‘Walking Dead’ producers have struck a new blow in the battle for profits on the hit zombie show

A Los Angeles judge has dealt another blow to The Walking Dead’s producers, who have been fighting for a bigger share of the hit zombie show’s profits from their distributor AMC Networks for years.

LA County Superior Court Judge Daniel Buckley, who has presided over the case for the past five years, on Wednesday dismissed most of the producers’ claims that AMC cheated them out of hundreds of millions in profits from the series and its spin-offs.

The decision is the latest in years of wrangling over the fortune generated by the series based on Robert Kirkman’s comics. Kirkman is among the group of producers suing AMC over profits from the hit series.

“This is the second time the court has dismissed the plaintiffs’ principal claims and dismissed their attempt to rewrite their contracts in search of an unjustified windfall,” AMC attorney Orin Snyder said in a statement.

Attorney Sheldon Eisenberg, representing the producers, said they would appeal the decision.

“The court’s legally inexplicable ruling dismissing the plaintiffs’ claims by operation of law based on AMC’s bad faith only compounded Judge Buckley’s previous failures in dismissing the express contract claims in 2020.”

The case has been closely watched for insight into the murky world of Hollywood finance and is part of a wave of battles between creators and distributors for profits as streaming becomes the dominant form of distribution.

Last summer, AMC reached a $200 million settlement with The Walking Dead’s first showrunner, Frank Darabont, and the Creative Artists Agency for the series’ streaming earnings.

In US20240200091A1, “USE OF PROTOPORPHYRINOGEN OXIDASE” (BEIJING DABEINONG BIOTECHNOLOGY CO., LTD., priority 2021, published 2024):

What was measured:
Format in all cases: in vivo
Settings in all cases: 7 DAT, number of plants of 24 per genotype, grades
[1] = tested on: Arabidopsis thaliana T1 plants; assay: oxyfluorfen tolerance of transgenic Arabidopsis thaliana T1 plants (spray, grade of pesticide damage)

Darabont sued AMC in 2013 after he was fired from the show, alleging that the network deprived him of millions in profits through improper and abusive “self-dealing.”

As Hollywood’s major studios have created their own streaming platforms, proprietary trading has become a greater threat to show creators, a situation where studios make a show and instead of having a broad field of bidders for the distribution rights, more advantageous deals complete with their own streaming platforms.

Kirkman and other producers first sued AMC in 2017, claiming that they received profits from just two of the 10 years that the highest-rated show in cable television history aired. The case involved a complex analysis of producer contracts and the network’s calculation of profits from the show.

In 2020, Buckley decided the cable network, which made its name with “Mad Men” and “Breaking Bad,” hadn’t broken its contracts with the producers.

The following year, however, the court allowed the manufacturers to pursue AMC in an expanded lawsuit for breach of an implied obligation of good faith and fair dealing.

AMC filed a motion in January to drop the charges against the producers.

On Wednesday, Buckley granted that request but allowed the producers to proceed with more limited claims.

Hollywood has already seen several major profit-sharing judgments.

In 2019, arbitration resulted in a $178.7 million judgment against 20th Century Fox Television over the series Bones. The exemplary award was later reduced to $50 million in favor of Fox crime series stars Emily Deschanel and David Boreanaz and two producers. The case was later settled for an undisclosed amount.

In 2010, Disney was ordered to pay the creators of the game show Who Wants to Be a Millionaire $269 million in the largest award in a profit-sharing case.

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